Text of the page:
There is a video on YouTube of such an experiment. The corresponding paper is as follows:
Can a Siphon Work In Vacuo? Adrian L. Boatwright, Simon Puttick and Peter Licence. J. Chem. Educ., 2011, 88 (11), pp 1547–1550. DOI: 10.1021/ed2001818
After watching the video (but not reading the paper), my first thought was that the liquid in question has unusually strong intermolecular forces. If it didn't then it wouldn't be able to remain a liquid in such a strong vacuum. This must mean that this liquid can be held under a much higher degree of tension than something like water.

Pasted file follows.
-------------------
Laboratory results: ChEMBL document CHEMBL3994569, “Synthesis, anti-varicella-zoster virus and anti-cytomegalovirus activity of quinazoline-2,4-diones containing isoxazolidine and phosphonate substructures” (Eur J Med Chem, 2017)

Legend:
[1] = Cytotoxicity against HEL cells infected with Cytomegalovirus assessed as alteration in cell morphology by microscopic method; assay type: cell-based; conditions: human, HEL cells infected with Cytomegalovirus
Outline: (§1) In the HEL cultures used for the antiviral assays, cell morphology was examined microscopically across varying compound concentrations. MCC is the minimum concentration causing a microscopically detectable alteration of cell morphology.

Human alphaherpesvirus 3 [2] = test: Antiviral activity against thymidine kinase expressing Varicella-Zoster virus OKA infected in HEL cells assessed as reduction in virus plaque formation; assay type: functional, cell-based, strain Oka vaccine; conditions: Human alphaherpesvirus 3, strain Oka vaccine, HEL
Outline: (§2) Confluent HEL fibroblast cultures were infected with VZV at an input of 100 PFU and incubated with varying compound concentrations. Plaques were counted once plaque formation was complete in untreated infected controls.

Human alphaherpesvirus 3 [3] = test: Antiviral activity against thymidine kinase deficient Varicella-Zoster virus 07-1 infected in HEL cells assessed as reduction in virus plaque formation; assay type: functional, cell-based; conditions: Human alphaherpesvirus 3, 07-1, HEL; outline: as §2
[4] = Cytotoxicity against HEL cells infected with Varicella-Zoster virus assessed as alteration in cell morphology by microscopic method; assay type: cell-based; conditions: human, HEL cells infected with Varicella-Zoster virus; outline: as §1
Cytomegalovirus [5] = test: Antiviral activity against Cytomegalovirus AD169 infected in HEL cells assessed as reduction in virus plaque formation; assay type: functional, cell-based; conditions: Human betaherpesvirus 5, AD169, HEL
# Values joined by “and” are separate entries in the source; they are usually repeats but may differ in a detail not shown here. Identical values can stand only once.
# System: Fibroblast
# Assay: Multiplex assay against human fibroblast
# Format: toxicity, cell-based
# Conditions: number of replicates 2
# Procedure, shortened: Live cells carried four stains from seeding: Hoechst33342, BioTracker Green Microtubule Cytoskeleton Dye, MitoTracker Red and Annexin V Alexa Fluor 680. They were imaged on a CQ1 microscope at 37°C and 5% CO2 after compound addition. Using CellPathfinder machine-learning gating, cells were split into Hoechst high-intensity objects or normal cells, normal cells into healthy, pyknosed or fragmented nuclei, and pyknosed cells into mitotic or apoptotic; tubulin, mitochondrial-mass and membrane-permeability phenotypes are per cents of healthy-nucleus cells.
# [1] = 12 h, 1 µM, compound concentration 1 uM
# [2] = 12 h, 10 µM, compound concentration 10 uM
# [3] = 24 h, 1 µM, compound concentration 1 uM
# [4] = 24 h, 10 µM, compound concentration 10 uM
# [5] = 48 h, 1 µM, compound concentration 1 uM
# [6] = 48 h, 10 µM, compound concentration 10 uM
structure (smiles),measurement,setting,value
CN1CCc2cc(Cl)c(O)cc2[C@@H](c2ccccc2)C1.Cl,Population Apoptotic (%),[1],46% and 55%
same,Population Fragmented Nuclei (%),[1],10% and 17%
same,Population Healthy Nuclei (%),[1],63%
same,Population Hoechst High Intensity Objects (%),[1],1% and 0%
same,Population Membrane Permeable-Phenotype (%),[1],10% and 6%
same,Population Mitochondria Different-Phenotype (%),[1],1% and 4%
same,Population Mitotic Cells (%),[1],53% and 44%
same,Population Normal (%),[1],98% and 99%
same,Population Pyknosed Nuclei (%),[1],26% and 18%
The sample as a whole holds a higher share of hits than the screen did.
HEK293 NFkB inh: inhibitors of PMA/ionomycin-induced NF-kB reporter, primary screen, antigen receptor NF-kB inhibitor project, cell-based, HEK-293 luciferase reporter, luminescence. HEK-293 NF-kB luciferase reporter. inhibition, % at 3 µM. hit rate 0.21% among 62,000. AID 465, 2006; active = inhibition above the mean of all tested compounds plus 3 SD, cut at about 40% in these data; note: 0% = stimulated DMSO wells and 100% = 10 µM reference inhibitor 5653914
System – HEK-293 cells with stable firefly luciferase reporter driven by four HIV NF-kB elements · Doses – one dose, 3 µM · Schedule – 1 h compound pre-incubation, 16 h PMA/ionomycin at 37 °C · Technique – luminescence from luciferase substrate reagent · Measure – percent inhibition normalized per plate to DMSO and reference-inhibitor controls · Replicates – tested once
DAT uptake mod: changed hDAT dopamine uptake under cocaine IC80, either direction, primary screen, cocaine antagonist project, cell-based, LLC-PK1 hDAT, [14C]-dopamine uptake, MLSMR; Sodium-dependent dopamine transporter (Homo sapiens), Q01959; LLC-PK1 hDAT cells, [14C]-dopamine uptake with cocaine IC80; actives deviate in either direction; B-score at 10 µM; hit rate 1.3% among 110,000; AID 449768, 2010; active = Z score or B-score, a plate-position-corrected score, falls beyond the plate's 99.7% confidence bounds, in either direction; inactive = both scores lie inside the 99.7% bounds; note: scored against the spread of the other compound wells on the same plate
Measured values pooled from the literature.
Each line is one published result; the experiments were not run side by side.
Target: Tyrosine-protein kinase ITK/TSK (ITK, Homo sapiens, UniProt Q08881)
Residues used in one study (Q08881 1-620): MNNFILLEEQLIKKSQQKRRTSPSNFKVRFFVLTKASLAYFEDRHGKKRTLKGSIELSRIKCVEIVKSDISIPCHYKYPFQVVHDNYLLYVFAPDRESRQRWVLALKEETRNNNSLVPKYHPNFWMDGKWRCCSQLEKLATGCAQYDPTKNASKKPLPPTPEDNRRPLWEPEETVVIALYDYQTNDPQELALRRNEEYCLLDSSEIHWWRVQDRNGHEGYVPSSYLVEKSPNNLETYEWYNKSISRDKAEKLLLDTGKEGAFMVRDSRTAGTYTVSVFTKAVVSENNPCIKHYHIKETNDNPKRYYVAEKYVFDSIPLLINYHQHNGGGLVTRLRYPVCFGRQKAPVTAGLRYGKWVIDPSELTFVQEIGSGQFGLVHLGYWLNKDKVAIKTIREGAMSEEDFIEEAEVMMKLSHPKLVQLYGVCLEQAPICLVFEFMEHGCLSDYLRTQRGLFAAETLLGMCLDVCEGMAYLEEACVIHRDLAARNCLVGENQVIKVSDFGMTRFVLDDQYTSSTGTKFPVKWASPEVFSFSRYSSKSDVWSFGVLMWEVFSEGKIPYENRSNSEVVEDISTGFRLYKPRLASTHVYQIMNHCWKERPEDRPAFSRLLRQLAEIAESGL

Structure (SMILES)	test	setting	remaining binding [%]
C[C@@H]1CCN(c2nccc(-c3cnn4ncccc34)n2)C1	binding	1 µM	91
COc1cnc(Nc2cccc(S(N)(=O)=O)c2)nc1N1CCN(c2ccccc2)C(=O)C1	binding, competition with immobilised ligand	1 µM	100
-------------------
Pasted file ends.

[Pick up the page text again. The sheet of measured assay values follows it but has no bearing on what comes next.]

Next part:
This means that this experiment can't rule out the possibility that air pressure is important for the operation of a siphon when water is used. And in fact, the air pressure does play an important role in a normal water-based siphon: it prevents the water from immediately boiling away. At zero pressure water turns into a gas and has no tensile strength at all, so we can say that the surrounding air pressure is necessary to hold up the water inside a normal everyday siphon.